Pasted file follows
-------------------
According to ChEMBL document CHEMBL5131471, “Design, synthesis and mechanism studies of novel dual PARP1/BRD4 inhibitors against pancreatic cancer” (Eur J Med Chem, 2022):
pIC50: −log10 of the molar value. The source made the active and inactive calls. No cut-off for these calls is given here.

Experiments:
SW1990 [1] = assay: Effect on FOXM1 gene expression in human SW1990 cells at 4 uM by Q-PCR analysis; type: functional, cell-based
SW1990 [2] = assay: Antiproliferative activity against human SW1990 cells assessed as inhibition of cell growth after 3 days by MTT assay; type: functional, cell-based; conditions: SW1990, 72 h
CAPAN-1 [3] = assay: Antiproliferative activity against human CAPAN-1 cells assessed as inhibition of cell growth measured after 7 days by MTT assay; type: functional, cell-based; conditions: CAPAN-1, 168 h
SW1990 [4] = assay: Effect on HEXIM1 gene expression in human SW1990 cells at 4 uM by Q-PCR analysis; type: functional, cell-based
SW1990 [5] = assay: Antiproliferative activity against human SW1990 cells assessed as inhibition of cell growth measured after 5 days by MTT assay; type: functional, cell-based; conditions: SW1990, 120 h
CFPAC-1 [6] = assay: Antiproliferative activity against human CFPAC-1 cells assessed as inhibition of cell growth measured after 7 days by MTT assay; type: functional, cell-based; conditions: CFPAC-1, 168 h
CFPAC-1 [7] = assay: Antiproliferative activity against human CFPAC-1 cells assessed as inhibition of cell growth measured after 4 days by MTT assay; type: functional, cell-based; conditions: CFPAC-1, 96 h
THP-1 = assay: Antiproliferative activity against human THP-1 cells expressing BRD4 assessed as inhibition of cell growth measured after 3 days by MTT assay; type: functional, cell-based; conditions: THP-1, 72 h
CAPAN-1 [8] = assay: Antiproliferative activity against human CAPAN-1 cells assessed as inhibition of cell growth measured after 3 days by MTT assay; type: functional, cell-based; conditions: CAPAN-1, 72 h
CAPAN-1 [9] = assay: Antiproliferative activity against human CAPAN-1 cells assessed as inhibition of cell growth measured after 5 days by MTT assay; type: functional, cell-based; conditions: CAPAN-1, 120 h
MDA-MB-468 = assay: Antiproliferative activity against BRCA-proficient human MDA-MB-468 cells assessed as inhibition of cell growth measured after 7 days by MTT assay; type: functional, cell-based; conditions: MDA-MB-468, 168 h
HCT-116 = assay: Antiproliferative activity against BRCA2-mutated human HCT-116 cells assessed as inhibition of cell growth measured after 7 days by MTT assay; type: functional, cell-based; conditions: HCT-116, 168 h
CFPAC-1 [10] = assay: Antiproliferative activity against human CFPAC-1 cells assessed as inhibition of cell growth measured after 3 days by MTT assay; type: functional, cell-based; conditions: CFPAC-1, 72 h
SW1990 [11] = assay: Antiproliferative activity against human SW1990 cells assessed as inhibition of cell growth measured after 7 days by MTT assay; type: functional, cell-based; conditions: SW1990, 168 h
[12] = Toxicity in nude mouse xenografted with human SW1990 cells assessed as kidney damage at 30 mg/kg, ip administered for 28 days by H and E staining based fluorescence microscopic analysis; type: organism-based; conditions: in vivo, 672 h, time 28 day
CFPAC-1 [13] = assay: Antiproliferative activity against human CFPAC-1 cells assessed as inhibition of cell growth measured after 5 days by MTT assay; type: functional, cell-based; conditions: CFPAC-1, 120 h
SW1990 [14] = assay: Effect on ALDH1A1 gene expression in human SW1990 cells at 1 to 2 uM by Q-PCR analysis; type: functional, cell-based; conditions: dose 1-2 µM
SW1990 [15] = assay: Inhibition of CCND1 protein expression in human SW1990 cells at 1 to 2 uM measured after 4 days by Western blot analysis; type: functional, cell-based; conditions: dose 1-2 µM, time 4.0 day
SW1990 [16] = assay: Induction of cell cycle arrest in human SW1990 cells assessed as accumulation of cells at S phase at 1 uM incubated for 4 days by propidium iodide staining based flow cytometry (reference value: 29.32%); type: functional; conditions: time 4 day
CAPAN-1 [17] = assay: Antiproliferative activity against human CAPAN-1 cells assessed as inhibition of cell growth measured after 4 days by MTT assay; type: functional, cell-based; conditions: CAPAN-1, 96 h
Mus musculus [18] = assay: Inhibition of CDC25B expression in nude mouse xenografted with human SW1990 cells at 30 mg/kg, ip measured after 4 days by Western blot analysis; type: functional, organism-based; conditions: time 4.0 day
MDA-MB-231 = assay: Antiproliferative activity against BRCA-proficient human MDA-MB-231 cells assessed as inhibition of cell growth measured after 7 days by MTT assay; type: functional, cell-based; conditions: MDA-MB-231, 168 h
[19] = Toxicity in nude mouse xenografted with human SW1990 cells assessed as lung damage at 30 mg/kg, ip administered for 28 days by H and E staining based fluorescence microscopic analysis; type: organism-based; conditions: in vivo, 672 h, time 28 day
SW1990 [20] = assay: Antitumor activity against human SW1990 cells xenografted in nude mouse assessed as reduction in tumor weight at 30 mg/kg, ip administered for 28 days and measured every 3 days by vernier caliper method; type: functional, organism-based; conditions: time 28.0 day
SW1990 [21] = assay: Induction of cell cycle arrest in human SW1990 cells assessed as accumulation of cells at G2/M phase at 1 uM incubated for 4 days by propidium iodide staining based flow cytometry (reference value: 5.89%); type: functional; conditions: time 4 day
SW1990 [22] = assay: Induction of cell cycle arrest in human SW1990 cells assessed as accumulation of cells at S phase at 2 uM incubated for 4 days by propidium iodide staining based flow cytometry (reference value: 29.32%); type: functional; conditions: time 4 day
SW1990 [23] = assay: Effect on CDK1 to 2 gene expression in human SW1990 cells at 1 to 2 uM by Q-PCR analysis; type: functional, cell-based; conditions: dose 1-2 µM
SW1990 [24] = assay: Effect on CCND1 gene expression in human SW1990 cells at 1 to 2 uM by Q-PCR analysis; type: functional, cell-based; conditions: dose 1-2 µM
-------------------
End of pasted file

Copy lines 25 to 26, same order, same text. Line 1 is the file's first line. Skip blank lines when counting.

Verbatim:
MDA-MB-231 = assay: Antiproliferative activity against BRCA-proficient human MDA-MB-231 cells assessed as inhibition of cell growth measured after 7 days by MTT assay; type: functional, cell-based; conditions: MDA-MB-231, 168 h
[19] = Toxicity in nude mouse xenografted with human SW1990 cells assessed as lung damage at 30 mg/kg, ip administered for 28 days by H and E staining based fluorescence microscopic analysis; type: organism-based; conditions: in vivo, 672 h, time 28 day